As other camptothecin analogs, TP has shown a valuable antitumor effect in different cancer types clinically with the presence of some serious toxicities and side effects especially when used in high doses.1,12 Over years of use, many cancer types developed resistance against TP leading to advanced stages of malignancies and relapses that required shifting toward other chemotherapeutic derivatives.27 However, due to its known efficacy, studies were directed to the application of TP in combination with different agents in order to study possible synergistic effects and decrease of TP toxicities.3,28 Treating U937 with gemcitabine prior to TP addition showed significant synergism at a lower IC50.29 Similarly, cell growth inhibition appeared to increase when combining genistein, a natural derivative of soy, with TP treatment in prostate cancer cells.28 In addition, andrographolide inhibited the growth of T-cell acute lymphoblastic leukemia cells as its analog did in U937 cells.30,31

The combination of TP with shinokin that is also a topoisomerase I inhibitor promoted cell-cycle arrest in G0/G1 and S phases with the induction of apoptosis.3 Austrobailignan-1, another topoisomerase I inhibitor, retarded the cells upon treatment in G2/M phase in non-small-cell lung cancer cells, while the camptothecin derivative SN-38 arrested the cells of the same cancer type in the S- and G2 phases in vivo and in vitro.32,33 On the other hand, andrographolide induced cell-cycle arrest at G2/M phase in HepG2 cells.34 The present study shows an S phase arrest in the cells treated with only TP, which is consistent with the predominant S phase arrest effect of many camptothecin derivatives.27,33 This S phase arrest appears to be increased around twofold upon the combination of TP and andrographolide.

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Different camptothecin derivatives, including TP, are known to induce apoptosis in different cancer types through various metabolic pathways as described by Maurya et al.33 TP had shown to exert its proapoptotic effects through p53 in some cancer types while it depends on an intrinsic pathway that involves caspases in others.32,35 Even though the possible role of p53 in causing apoptosis has been reported in many studies, its specific mechanism is still unclear, whereby it has led to resistance in some cell lines.35,36 p53 upregulation was also observed in Jurkat cells and melanoma cells upon treatment with andrographolide.30,37 Furthermore, topoisomerase I inhibitors have been proven to induce apoptosis by activation of caspase-2, -3, and -9 and PARP-inducing apoptosis.32,33Andrographolide also induced apoptosis through the release of cytochrome c, cleavage of PARP, increase in the level of Bax, and activation of caspase-3, -8, and -9 in rheumatoid arthritis fibroblast-like synoviocytes and in lymphoma cells.38,39 Combining andrographolide with cisplatin showed an increase in the percentage of apoptotic cell death in ovarian cancer cells. This is similar to what is reported in the current study after the combination of andrographolide with TP on U937.40 According to Uckun et al (1995),41 expression of Bcl-2 was found to increase upon combination of TP with andrographolide, even though TP-induced apoptosis does necessarily require a decrease in bcl-2 expression. Pretreating the U937 cells with andrographolide prior to TP addition resulted in a significant increase in apoptosis through the upregulation of many proapoptotic proteins’ expression and was confirmed with Annexin/PI staining that showed an increase in the percentage of apoptotic cells rather than necrotic cells.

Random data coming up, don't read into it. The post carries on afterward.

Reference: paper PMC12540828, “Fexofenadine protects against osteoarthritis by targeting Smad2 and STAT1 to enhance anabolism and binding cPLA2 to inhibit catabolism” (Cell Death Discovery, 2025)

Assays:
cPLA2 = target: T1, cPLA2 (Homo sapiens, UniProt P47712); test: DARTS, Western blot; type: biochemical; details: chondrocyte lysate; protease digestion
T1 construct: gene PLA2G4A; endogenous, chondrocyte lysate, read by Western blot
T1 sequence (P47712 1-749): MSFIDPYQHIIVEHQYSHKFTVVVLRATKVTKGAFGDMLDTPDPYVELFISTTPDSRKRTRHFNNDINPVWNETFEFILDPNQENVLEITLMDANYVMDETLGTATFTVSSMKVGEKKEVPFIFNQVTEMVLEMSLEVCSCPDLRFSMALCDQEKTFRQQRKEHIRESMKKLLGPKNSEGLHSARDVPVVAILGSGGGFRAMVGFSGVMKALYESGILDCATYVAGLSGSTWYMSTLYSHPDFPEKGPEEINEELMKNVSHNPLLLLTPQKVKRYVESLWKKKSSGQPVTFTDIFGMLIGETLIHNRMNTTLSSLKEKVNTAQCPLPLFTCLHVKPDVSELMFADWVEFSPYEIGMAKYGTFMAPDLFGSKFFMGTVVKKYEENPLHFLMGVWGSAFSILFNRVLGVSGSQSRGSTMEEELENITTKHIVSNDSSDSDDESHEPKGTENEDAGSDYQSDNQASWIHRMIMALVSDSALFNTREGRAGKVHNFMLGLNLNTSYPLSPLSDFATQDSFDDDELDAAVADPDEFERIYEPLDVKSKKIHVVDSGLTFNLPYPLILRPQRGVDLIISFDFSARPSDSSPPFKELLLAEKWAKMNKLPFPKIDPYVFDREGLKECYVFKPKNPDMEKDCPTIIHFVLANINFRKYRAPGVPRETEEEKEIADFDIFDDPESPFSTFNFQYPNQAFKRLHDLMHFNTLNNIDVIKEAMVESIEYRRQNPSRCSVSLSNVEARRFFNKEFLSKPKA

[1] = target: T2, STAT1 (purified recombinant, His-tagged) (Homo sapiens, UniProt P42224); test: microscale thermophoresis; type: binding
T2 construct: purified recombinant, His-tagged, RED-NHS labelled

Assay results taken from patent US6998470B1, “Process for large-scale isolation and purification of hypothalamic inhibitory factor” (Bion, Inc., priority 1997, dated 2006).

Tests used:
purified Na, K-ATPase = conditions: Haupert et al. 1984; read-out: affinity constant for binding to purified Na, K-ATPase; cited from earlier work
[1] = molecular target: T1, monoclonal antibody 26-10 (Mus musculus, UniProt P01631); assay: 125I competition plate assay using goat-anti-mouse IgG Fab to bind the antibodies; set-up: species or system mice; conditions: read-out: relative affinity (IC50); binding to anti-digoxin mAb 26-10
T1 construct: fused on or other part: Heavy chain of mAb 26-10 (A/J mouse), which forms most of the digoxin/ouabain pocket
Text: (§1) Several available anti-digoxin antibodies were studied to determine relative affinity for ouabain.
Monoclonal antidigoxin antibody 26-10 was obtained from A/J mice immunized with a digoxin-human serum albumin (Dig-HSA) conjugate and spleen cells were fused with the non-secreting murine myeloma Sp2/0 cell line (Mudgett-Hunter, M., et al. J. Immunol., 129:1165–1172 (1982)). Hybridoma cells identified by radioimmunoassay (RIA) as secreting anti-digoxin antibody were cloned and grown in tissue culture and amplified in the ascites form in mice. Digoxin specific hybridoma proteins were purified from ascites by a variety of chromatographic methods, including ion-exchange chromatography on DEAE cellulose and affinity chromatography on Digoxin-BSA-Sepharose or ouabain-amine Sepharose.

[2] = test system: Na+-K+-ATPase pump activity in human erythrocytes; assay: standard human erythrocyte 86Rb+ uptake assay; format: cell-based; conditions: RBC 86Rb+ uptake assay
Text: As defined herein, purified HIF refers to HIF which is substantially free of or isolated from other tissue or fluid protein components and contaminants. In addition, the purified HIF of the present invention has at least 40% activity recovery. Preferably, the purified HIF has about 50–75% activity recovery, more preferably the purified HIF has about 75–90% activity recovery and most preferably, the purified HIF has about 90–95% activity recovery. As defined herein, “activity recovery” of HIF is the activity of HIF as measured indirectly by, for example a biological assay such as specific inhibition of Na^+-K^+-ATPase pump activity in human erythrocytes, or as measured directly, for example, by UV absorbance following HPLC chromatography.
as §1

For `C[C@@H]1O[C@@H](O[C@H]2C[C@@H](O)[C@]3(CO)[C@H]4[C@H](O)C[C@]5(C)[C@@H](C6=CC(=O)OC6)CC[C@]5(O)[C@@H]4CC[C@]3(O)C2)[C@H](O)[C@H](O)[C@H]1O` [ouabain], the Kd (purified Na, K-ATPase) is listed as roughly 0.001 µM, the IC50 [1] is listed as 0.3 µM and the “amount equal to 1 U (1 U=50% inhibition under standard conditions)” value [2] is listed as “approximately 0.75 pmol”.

The pretreatment of U937 with andrographolide followed by low doses of TP showed an enhancement in inducing apoptosis when compared to the application of each compound separately. The synergistic effects of this combination appeared to involve more intrinsic mitochondrial pathways including the upregulation of Bax, cleavage of PARP with the release of cytochrome c, and the cleavage of different caspases into their active forms, especially caspase-3 and -9.

The new combination can be used as a new clinical strategy in chemotherapy to treat AML and improve TP treatment results with lower toxicities. Moreover, it might be used as an option in the treatment of other resistant cancer types after further studies and investigations.


This work was supported and funded by the School Research and Development Council of the Lebanese American University (SRDC-r-2016-6).


The authors report no conflicts of interest in this work.


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